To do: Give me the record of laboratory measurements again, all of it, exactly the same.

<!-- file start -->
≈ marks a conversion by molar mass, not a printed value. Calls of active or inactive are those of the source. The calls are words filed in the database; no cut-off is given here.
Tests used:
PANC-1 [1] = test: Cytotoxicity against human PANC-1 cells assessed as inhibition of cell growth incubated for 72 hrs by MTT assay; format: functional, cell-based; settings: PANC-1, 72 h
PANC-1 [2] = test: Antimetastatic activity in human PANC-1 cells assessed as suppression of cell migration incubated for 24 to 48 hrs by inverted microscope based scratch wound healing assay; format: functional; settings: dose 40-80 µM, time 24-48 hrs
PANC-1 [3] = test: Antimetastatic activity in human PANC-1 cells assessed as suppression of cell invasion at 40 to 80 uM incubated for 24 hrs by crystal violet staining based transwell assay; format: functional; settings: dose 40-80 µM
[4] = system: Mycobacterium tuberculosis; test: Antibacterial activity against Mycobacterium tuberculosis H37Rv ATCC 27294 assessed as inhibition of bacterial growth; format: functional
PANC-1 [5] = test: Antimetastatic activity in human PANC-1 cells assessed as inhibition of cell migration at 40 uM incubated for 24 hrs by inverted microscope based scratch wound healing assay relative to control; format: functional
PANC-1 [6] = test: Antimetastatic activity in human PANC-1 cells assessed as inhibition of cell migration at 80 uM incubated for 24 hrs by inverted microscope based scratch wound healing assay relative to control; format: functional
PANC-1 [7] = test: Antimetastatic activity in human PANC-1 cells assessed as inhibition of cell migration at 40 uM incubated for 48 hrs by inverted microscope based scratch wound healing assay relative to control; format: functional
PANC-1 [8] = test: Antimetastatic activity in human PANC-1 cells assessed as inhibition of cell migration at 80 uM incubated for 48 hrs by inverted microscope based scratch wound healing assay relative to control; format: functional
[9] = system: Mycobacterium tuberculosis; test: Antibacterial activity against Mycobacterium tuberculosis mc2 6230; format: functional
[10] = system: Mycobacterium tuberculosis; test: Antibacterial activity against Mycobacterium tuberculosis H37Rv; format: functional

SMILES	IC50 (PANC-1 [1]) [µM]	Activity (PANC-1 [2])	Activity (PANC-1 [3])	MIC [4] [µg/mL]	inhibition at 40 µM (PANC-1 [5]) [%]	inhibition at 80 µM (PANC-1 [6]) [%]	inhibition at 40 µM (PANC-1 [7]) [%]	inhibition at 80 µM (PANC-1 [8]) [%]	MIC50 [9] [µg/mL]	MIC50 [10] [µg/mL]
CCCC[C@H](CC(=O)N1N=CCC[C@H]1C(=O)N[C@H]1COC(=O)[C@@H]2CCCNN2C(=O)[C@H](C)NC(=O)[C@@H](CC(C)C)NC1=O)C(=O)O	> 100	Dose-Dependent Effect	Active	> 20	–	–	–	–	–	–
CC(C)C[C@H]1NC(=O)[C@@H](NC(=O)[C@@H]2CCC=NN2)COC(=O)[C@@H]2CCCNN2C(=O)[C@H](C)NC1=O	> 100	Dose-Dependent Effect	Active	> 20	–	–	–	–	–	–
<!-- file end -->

≈ marks a conversion by molar mass, not a printed value. Calls of active or inactive are those of the source. The calls are words filed in the database; no cut-off is given here.
Tests used:
PANC-1 [1] = test: Cytotoxicity against human PANC-1 cells assessed as inhibition of cell growth incubated for 72 hrs by MTT assay; format: functional, cell-based; settings: PANC-1, 72 h
PANC-1 [2] = test: Antimetastatic activity in human PANC-1 cells assessed as suppression of cell migration incubated for 24 to 48 hrs by inverted microscope based scratch wound healing assay; format: functional; settings: dose 40-80 µM, time 24-48 hrs
PANC-1 [3] = test: Antimetastatic activity in human PANC-1 cells assessed as suppression of cell invasion at 40 to 80 uM incubated for 24 hrs by crystal violet staining based transwell assay; format: functional; settings: dose 40-80 µM
[4] = system: Mycobacterium tuberculosis; test: Antibacterial activity against Mycobacterium tuberculosis H37Rv ATCC 27294 assessed as inhibition of bacterial growth; format: functional
PANC-1 [5] = test: Antimetastatic activity in human PANC-1 cells assessed as inhibition of cell migration at 40 uM incubated for 24 hrs by inverted microscope based scratch wound healing assay relative to control; format: functional
PANC-1 [6] = test: Antimetastatic activity in human PANC-1 cells assessed as inhibition of cell migration at 80 uM incubated for 24 hrs by inverted microscope based scratch wound healing assay relative to control; format: functional
PANC-1 [7] = test: Antimetastatic activity in human PANC-1 cells assessed as inhibition of cell migration at 40 uM incubated for 48 hrs by inverted microscope based scratch wound healing assay relative to control; format: functional
PANC-1 [8] = test: Antimetastatic activity in human PANC-1 cells assessed as inhibition of cell migration at 80 uM incubated for 48 hrs by inverted microscope based scratch wound healing assay relative to control; format: functional
[9] = system: Mycobacterium tuberculosis; test: Antibacterial activity against Mycobacterium tuberculosis mc2 6230; format: functional
[10] = system: Mycobacterium tuberculosis; test: Antibacterial activity against Mycobacterium tuberculosis H37Rv; format: functional

SMILES	IC50 (PANC-1 [1]) [µM]	Activity (PANC-1 [2])	Activity (PANC-1 [3])	MIC [4] [µg/mL]	inhibition at 40 µM (PANC-1 [5]) [%]	inhibition at 80 µM (PANC-1 [6]) [%]	inhibition at 40 µM (PANC-1 [7]) [%]	inhibition at 80 µM (PANC-1 [8]) [%]	MIC50 [9] [µg/mL]	MIC50 [10] [µg/mL]
CCCC[C@H](CC(=O)N1N=CCC[C@H]1C(=O)N[C@H]1COC(=O)[C@@H]2CCCNN2C(=O)[C@H](C)NC(=O)[C@@H](CC(C)C)NC1=O)C(=O)O	> 100	Dose-Dependent Effect	Active	> 20	–	–	–	–	–	–
CC(C)C[C@H]1NC(=O)[C@@H](NC(=O)[C@@H]2CCC=NN2)COC(=O)[C@@H]2CCCNN2C(=O)[C@H](C)NC1=O	> 100	Dose-Dependent Effect	Active	> 20	–	–	–	–	–	–